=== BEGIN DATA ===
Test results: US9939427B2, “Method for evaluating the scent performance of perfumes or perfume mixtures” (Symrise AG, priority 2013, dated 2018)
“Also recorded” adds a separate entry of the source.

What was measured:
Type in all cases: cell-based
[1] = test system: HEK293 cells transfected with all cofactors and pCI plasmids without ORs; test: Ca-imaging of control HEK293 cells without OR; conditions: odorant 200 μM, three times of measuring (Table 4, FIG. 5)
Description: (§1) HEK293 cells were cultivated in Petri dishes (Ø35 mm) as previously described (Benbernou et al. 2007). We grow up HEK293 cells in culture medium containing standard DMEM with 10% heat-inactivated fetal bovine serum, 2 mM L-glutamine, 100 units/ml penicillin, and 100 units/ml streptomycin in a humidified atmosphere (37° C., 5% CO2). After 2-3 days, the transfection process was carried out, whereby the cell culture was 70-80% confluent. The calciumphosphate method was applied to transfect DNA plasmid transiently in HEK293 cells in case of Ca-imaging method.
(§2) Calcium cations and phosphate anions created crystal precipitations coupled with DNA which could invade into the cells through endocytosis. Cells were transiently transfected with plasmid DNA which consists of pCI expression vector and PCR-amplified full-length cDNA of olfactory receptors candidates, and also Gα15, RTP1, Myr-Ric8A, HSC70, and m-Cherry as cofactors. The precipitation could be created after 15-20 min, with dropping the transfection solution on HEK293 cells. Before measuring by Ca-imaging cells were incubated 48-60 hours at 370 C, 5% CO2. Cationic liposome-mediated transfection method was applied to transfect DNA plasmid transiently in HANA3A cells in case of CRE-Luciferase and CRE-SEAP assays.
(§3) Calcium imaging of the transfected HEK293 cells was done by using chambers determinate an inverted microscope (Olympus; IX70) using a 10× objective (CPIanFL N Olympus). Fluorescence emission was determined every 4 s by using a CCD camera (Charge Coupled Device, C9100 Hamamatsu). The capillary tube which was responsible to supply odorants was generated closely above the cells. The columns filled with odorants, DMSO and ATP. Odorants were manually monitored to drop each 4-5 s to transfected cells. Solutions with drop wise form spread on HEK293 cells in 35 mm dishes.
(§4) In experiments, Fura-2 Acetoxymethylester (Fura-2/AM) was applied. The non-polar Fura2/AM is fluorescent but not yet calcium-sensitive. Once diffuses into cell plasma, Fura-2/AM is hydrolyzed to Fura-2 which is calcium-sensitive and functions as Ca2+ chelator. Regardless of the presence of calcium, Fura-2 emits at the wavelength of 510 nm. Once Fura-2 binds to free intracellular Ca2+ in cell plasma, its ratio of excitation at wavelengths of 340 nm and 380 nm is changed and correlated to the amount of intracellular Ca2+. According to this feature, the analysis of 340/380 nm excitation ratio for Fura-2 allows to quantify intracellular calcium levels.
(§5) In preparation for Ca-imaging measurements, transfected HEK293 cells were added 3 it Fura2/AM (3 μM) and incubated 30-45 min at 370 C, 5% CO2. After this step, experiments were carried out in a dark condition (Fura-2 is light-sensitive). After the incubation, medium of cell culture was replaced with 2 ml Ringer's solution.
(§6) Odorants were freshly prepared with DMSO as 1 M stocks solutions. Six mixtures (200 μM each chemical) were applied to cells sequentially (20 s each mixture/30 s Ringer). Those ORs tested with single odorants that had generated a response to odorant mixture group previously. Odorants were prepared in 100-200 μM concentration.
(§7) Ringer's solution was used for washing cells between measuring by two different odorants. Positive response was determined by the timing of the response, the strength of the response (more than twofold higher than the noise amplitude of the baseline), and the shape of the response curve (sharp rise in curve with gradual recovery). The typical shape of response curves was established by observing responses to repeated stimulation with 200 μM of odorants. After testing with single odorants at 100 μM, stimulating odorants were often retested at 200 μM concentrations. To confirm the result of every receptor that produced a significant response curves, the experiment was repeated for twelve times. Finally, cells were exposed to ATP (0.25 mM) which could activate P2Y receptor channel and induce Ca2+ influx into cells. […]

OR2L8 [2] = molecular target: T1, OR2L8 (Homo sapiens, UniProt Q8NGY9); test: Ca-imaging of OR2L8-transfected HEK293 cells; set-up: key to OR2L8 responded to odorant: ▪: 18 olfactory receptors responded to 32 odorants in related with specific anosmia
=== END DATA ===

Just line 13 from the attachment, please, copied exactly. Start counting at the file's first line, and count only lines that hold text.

OR2L8 [2] = molecular target: T1, OR2L8 (Homo sapiens, UniProt Q8NGY9); test: Ca-imaging of OR2L8-transfected HEK293 cells; set-up: key to OR2L8 responded to odorant: ▪: 18 olfactory receptors responded to 32 odorants in related with specific anosmia